White House Press Secretary’s new book “The Briefing: Politics, The Press, and The President” reveals insights into Donald Trump and how the Irish American coped during his tenure.
Sean Spicer has revealed in his new book, "The Briefing: Politics, The Press, and The President" (Regnery), out July 24 exclusive insights into the president he served and how he coped with the pressure.
He also reveals a back and forth with President Trump over whether he had a green tie for the St. Patrick’s festivities.
Spicer, calling Trump in the residence the evening before St. Patrick's Day, 2017:
Spicer: "Sir, just a reminder about the St. Patrick's Day event tomorrow — do you have a green tie?"
Trump: "Yeah! Of course, I have a green tie."
Spicer: "For tomorrow?"
*A long pause*
Trump: "Well, I have one in New York, but I don't have one here."
Spicer: "I've got an extra green tie. Would you like me to bring it in?"
Trump: "Thanks, sure, but let me see what I can do. It'd be great to have a backup in case I can't find one. Let's touch base in the morning."
"First thing that day, I delivered the green tie to the Oval Office and set it on the Resolute desk… The billionaire president wore my green tie that entire day ... He must have liked it because I've never seen that tie again."
Spicer, who loves to make clear his own Irish heritage also says how his Irish Catholic upbringing sustained him at times of deep stress.
Spicer's pre-briefing ritual:
"Before I walked out, I would try and have a moment of reflection and read a daily passage from the book Jesus Calling."
"Behind my desk was a wooden table with two drawers. On top of the table sat a box with a picture of St. Gabriel on if that [my wife] Rebecca had given me as a gift when I took the job. In the box, I had two medals that I would slip into my pocket: one of St. Michael in honor of my dad and another of Mother Teresa ... given to me early in my tenure by John Gizzi of Newsmax."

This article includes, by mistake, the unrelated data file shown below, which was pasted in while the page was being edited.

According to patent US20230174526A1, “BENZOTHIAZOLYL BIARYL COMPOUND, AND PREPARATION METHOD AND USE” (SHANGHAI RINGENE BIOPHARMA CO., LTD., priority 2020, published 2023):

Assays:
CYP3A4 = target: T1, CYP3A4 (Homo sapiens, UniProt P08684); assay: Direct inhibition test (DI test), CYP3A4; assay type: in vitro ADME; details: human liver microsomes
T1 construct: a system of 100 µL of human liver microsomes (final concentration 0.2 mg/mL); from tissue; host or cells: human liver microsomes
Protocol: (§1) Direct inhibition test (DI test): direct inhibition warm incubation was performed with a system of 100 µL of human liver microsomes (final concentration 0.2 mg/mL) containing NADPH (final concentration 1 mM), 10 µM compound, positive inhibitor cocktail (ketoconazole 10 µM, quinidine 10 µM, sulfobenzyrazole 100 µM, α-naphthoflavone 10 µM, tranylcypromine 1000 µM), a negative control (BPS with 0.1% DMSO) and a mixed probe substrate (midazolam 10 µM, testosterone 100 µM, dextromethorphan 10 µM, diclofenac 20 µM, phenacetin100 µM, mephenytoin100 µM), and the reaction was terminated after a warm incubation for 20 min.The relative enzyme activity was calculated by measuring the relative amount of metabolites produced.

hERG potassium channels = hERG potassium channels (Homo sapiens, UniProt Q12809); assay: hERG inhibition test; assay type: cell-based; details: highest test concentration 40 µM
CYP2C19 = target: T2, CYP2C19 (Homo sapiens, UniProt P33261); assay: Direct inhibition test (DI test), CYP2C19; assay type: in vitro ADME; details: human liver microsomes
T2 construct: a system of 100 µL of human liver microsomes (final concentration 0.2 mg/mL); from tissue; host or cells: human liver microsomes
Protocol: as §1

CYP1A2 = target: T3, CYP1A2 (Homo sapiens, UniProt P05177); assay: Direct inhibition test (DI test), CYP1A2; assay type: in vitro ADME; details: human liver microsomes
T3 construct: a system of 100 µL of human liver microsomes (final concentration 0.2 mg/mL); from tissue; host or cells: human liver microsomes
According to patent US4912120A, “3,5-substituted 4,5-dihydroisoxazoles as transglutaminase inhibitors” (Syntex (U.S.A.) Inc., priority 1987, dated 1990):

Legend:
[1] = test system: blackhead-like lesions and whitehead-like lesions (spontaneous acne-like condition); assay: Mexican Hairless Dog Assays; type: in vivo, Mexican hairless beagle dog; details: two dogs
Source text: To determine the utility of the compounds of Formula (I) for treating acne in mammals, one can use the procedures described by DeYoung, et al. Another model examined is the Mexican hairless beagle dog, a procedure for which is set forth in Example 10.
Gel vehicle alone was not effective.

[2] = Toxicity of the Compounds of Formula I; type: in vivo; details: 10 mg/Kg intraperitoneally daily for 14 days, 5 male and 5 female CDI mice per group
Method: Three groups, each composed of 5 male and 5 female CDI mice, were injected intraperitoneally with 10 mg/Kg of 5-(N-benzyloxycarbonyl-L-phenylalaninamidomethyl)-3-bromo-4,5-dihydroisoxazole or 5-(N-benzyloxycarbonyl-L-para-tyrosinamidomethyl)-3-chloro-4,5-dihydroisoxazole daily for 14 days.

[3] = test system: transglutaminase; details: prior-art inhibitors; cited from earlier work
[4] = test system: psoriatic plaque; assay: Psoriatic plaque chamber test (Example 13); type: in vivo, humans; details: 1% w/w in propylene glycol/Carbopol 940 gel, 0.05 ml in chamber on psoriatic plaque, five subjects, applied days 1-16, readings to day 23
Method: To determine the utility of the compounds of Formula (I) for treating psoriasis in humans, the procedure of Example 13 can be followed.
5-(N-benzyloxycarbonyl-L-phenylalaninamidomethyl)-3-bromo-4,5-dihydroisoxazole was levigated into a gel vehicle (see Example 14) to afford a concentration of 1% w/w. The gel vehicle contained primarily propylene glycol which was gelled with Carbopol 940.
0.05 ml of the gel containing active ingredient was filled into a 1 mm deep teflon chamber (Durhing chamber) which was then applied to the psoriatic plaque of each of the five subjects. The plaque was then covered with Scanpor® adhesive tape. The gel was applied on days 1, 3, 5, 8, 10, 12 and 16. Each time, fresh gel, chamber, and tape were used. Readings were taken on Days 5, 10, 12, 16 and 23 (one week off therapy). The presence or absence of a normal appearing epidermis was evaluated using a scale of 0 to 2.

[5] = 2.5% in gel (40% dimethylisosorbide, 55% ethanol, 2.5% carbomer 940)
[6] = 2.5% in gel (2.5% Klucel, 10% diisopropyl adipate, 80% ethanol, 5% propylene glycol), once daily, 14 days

As to how he handled the most volatile of presidents of all time Spicer says he realized the president wanted his statements used directly as he said them.
"[B]etween 10:00 a.m. and noon, Sarah Huckabee Sanders and I would poke our heads into the Oval Office ... [Trump] was always full of questions, wanting background on where a story came from and, of course, curious to know what we were going to say about it. And he was never shy about giving us directions."
"I'd be peppered throughout the day with calls from the president as stories evolved. He was extremely engaged, very particular, and insistent about how he wanted his points delivered."
"The more time I spent with him, the more I came to understand that President Trump wanted me to repeat his answers to the press verbatim."
Here Sean Spicer speaks with Megyn Kelly about his time at the White House and his new book: